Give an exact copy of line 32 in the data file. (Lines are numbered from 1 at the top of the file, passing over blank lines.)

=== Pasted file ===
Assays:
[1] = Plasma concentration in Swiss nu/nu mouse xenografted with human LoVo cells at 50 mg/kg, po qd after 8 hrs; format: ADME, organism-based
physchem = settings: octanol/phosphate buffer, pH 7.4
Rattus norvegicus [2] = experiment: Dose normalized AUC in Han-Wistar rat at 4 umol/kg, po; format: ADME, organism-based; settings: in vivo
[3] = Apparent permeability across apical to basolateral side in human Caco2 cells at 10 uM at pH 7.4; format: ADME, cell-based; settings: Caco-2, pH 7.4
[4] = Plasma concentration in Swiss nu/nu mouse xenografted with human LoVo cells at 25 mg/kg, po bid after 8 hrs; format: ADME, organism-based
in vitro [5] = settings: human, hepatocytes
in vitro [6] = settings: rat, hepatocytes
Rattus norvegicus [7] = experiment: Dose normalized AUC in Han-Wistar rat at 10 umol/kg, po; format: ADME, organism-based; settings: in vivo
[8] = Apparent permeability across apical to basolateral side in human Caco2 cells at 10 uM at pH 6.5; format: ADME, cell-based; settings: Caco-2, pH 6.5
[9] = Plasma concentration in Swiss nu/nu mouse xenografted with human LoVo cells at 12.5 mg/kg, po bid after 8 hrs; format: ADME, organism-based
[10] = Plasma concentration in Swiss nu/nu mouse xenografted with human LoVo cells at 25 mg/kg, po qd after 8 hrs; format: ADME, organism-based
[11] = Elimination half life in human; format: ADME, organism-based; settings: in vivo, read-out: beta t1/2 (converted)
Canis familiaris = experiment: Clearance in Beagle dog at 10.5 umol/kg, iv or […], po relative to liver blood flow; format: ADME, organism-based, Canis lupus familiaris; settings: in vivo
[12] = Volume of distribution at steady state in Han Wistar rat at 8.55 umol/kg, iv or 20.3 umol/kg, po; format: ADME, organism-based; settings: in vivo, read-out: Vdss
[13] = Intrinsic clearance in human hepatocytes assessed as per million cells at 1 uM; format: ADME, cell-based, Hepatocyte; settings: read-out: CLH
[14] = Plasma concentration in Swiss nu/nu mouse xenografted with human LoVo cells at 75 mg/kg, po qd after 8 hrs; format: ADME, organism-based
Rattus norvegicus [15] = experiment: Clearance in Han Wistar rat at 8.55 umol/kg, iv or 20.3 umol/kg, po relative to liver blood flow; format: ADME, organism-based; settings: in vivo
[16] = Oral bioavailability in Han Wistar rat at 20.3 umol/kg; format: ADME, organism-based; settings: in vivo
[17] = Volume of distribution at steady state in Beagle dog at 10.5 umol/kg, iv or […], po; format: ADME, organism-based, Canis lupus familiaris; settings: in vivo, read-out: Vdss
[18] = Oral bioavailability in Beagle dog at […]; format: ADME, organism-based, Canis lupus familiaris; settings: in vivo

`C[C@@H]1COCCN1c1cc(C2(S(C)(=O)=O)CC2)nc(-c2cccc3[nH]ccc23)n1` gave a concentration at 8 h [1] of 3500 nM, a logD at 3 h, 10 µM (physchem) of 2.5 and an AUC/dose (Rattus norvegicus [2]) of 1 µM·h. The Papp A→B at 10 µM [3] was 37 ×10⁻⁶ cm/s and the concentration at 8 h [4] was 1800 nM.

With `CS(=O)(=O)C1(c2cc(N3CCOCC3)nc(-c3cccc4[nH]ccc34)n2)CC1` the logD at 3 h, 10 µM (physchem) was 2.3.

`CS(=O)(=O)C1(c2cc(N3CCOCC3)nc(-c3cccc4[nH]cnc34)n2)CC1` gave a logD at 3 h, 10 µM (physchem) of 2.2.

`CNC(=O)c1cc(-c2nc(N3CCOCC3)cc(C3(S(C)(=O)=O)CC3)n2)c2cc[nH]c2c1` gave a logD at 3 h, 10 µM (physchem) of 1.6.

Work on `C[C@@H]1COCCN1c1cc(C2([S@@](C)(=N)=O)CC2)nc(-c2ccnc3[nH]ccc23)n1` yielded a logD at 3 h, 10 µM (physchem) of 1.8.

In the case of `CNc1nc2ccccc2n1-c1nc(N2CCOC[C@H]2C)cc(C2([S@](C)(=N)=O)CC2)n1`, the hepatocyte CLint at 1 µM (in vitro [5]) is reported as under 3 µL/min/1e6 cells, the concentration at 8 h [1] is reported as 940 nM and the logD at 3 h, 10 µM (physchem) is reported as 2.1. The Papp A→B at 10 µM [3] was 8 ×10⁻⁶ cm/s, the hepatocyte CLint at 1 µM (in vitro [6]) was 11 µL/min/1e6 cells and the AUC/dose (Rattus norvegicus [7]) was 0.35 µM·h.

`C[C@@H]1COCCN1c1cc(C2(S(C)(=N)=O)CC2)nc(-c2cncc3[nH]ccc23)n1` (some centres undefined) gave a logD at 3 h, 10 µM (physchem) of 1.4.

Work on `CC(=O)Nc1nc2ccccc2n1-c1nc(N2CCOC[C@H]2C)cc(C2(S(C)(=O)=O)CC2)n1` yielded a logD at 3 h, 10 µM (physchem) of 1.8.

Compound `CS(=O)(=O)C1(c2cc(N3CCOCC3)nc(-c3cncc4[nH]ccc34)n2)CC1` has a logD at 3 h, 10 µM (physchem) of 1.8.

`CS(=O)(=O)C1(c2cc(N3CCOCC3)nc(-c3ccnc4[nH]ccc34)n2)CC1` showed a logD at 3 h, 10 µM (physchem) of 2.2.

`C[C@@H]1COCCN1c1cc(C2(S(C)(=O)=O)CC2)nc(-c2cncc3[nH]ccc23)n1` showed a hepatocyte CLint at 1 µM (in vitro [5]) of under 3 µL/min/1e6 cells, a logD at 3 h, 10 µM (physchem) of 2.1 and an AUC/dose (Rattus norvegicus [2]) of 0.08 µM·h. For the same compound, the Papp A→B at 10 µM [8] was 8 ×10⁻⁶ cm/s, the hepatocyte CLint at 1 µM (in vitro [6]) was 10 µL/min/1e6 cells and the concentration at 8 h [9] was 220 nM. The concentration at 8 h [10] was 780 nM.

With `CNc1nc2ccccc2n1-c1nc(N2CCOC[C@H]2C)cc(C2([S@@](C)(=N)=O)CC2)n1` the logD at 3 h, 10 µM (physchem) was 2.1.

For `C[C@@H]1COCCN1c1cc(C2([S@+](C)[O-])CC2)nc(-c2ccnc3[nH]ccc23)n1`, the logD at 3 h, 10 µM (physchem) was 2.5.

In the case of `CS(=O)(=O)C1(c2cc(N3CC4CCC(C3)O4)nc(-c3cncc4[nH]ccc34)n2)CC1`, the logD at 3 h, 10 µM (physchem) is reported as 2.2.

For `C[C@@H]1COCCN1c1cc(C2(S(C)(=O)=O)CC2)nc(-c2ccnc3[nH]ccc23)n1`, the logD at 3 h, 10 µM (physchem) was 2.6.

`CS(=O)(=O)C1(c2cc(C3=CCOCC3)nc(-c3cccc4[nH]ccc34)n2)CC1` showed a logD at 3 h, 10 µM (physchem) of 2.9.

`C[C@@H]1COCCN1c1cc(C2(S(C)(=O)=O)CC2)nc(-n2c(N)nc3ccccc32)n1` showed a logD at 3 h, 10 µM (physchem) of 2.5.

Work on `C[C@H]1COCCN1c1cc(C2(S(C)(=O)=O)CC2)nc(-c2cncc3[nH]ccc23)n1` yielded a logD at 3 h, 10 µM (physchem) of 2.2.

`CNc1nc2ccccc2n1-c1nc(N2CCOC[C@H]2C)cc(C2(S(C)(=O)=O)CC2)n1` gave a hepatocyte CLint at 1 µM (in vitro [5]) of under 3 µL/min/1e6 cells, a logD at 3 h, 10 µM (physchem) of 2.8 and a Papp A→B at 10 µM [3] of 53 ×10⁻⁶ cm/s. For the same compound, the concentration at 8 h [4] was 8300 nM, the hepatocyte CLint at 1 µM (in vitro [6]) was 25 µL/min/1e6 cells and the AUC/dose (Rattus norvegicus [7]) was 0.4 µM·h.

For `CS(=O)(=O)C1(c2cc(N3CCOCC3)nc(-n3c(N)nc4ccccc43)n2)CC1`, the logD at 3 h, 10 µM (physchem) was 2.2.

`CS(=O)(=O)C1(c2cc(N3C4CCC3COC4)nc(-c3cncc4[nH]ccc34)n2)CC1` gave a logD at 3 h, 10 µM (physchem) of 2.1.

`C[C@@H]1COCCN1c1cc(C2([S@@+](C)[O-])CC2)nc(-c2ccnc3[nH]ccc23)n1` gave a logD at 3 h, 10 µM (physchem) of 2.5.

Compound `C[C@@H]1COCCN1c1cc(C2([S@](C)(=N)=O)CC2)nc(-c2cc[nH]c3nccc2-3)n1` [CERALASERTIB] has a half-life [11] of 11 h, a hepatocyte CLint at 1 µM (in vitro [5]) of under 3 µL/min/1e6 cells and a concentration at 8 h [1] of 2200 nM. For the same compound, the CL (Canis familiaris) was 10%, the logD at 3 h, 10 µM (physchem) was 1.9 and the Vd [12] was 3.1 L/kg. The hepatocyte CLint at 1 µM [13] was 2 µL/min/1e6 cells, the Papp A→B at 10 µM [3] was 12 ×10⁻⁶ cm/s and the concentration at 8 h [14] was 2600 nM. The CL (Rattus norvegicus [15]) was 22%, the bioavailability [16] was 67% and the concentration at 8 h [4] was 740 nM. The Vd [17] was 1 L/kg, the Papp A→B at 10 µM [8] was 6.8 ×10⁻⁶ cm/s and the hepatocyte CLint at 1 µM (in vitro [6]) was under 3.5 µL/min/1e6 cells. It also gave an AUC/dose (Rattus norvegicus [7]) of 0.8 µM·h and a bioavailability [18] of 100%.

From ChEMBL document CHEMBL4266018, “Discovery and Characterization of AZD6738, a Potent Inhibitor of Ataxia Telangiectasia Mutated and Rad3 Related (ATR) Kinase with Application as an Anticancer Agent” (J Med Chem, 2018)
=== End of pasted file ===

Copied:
`C[C@@H]1COCCN1c1cc(C2(S(C)(=O)=O)CC2)nc(-c2cncc3[nH]ccc23)n1` showed a hepatocyte CLint at 1 µM (in vitro [5]) of under 3 µL/min/1e6 cells, a logD at 3 h, 10 µM (physchem) of 2.1 and an AUC/dose (Rattus norvegicus [2]) of 0.08 µM·h. For the same compound, the Papp A→B at 10 µM [8] was 8 ×10⁻⁶ cm/s, the hepatocyte CLint at 1 µM (in vitro [6]) was 10 µL/min/1e6 cells and the concentration at 8 h [9] was 220 nM. The concentration at 8 h [10] was 780 nM.